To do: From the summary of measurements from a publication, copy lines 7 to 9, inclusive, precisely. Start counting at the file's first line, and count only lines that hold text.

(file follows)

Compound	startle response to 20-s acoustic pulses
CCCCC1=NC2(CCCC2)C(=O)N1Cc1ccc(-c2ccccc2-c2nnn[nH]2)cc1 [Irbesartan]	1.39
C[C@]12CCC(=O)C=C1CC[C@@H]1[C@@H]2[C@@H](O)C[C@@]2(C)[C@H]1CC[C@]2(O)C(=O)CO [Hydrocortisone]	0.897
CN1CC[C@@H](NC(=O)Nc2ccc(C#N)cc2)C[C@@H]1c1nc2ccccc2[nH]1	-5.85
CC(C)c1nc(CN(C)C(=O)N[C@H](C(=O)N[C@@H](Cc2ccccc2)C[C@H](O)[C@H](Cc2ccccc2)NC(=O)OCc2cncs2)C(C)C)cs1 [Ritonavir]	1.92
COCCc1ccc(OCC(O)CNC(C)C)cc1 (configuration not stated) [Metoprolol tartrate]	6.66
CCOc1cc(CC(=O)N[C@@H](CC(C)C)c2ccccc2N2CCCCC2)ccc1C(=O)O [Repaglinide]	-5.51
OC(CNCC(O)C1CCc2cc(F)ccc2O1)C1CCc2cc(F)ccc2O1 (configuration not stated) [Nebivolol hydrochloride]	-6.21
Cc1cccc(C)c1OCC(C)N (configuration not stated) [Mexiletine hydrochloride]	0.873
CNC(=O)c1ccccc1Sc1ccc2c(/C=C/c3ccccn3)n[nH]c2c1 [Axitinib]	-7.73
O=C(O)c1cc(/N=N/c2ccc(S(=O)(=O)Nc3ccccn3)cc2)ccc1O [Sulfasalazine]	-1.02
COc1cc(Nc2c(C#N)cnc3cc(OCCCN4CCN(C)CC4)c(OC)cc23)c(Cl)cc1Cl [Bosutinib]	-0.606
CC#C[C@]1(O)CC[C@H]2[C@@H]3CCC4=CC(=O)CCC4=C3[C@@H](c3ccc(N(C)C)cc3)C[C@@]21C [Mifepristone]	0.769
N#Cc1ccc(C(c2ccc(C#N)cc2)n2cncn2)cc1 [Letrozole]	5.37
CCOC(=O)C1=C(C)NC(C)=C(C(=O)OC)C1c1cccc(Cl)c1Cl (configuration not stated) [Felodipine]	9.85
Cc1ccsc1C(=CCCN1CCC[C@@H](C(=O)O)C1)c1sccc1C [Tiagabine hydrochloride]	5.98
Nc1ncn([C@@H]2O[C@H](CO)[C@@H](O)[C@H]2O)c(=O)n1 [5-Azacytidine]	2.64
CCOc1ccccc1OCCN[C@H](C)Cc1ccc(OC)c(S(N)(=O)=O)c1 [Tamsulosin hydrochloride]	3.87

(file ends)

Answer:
CCOc1cc(CC(=O)N[C@@H](CC(C)C)c2ccccc2N2CCCCC2)ccc1C(=O)O [Repaglinide]	-5.51
OC(CNCC(O)C1CCc2cc(F)ccc2O1)C1CCc2cc(F)ccc2O1 (configuration not stated) [Nebivolol hydrochloride]	-6.21
Cc1cccc(C)c1OCC(C)N (configuration not stated) [Mexiletine hydrochloride]	0.873